biology zoology blog tumours cells mothers

Can Tumours Become Mothers?

What a Strange Idea that tumours could become mothers!

I have mentioned in a previous blog that it was possible to create mosaic specimens from the fusion of embryonic cells of different donors at an early stage of development. Such mosaic animals are often also called “chimaeras” (after the Greek mythological beast that combined features of lion, goat, and dragon) and they can be extremely useful “tools” for the genetic researcher. —>—>

biology zoology blog turtles animals diving

And the Gold Medal in Diving Goes to ……the Turtle!

The Turtle is a Gold medal diver

With a bit of exercise and healthy lungs, anybody can do what I could do even a few years ago: holding my breath and staying underwater for 2-3 minutes. The lazy South American sloth isn’t a good diver, but should the branch it clings on break off and the animal finds itself under-water, it can indeed hold its breath for 10-15 minutes; it’s simply quite a tough animal. But there is, of course, a limit to the duration anyone can stop breathing and ducks, for instance, can do much better than the average human. They, and other diving vertebrates as well, slow down their heart beats during the under-water period, which allows them to remain without oxygen longer in the submersed condition than in air with a normal heart beat. But while a duck’s dive would rarely exceed 10 minutes, that of the emperor penguin can last for 20 minutes and may take the bird to depths of around 200 m. —>—>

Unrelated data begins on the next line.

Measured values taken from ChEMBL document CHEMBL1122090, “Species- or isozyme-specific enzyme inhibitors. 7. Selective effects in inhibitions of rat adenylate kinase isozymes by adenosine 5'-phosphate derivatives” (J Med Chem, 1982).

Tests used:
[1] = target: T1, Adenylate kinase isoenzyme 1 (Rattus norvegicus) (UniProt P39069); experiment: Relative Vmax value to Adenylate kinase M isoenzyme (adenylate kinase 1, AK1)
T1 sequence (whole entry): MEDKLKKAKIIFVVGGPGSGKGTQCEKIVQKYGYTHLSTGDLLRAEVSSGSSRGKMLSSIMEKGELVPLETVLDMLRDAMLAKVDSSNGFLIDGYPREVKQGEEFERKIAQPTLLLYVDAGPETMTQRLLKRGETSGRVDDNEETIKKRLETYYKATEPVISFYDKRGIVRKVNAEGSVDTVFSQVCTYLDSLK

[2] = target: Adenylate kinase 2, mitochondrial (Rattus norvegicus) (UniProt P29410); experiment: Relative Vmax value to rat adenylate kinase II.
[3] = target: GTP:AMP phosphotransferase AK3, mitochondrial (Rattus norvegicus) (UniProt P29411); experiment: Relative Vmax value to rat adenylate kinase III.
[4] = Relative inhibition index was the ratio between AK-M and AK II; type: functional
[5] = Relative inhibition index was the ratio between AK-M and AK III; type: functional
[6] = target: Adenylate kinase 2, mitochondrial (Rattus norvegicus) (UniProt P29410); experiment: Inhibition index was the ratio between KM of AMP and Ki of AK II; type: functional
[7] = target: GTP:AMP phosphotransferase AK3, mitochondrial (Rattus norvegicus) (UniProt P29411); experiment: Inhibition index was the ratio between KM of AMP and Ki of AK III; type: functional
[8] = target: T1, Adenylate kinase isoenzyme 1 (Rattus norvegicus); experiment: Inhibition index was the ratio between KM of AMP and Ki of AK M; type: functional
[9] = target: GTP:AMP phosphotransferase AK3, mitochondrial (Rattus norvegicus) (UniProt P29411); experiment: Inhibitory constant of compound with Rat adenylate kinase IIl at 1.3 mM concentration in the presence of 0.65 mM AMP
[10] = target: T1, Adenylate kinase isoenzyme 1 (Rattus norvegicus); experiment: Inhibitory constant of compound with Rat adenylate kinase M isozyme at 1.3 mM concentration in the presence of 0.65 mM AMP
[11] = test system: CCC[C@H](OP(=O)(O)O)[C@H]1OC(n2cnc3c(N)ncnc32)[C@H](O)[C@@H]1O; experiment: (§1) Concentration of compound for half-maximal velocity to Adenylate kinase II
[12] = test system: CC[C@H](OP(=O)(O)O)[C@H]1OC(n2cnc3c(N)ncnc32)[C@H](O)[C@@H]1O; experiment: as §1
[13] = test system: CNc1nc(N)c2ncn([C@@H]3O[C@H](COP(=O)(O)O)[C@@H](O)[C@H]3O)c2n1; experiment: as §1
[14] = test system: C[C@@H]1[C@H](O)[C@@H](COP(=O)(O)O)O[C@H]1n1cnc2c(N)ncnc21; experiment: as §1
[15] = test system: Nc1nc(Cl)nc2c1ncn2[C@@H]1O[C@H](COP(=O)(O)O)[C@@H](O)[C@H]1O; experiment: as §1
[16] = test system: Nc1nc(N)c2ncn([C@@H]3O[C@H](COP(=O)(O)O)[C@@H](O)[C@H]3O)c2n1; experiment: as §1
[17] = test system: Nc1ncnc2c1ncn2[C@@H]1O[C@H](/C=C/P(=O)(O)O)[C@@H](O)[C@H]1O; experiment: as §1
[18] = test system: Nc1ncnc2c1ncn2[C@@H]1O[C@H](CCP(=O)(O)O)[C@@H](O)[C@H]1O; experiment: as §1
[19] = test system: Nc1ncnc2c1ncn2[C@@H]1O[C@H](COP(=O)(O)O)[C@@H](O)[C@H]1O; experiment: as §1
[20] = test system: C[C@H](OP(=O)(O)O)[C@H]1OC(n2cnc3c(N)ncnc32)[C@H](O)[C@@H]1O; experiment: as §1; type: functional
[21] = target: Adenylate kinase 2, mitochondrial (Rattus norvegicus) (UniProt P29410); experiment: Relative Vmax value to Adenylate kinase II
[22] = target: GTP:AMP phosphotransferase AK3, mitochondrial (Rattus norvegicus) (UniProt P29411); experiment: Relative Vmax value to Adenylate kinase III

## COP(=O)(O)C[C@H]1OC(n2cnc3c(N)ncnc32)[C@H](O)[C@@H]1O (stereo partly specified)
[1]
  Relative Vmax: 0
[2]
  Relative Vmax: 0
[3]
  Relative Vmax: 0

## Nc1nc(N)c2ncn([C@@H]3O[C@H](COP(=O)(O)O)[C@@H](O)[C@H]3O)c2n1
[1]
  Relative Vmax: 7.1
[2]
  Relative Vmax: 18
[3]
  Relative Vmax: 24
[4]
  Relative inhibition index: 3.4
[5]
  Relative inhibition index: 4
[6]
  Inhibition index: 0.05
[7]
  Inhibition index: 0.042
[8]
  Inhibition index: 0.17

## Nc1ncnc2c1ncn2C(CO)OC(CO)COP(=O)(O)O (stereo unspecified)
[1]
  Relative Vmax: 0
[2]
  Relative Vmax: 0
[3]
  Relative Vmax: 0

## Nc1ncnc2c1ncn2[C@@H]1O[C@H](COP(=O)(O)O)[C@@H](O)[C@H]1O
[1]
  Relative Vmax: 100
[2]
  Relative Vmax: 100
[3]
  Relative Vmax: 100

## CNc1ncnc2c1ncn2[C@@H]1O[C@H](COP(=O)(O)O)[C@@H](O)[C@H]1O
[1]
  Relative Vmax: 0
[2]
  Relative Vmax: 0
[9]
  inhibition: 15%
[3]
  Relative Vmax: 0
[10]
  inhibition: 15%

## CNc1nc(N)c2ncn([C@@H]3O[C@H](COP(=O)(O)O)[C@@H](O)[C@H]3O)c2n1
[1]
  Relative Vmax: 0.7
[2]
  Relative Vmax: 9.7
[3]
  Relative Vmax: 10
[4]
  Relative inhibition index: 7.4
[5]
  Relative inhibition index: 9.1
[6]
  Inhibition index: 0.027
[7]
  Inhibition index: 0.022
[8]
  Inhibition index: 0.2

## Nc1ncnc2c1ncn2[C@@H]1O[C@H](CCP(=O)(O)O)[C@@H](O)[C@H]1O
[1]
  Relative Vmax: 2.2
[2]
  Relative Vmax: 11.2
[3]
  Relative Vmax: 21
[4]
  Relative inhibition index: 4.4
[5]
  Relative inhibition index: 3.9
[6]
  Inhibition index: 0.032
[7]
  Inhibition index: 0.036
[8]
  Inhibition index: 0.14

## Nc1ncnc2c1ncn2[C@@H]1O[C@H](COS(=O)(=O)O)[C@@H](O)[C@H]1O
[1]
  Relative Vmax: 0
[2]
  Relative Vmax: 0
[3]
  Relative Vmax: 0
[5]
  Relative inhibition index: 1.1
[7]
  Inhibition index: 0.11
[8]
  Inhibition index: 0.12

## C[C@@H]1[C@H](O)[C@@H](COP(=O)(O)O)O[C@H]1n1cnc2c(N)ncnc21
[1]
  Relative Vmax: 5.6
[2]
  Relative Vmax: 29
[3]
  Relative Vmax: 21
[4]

biology zoology blog benno meyer rochow selection detection

Selection Detection

The fittest survive, but what does that mean?

Even now there are still people who do not fully understand the tenet of the survival of the fittest and believe it has something to do with winners and losers of a combat and physical strength. However, that even the smallest individual could be the fittest individual perhaps under conditions of a food shortage or an availability of shelters best suitable for small individuals and that an individual which is weak, but smarter than others could become the “fittest” through the process of selection is something that needs to be emphasized. To explain natural selection, zoologists often use the example of the white and dark specimens of the peppered moth Biston betularia in England: the originally rather rare dark variety became increasingly more common as industrial pollution increased and the whitish tree trunks of birch trees turned grey with soot. When pollution levels subsided and the environment became cleaner again, it was the lighter coloured variety that gained the upper hand once more.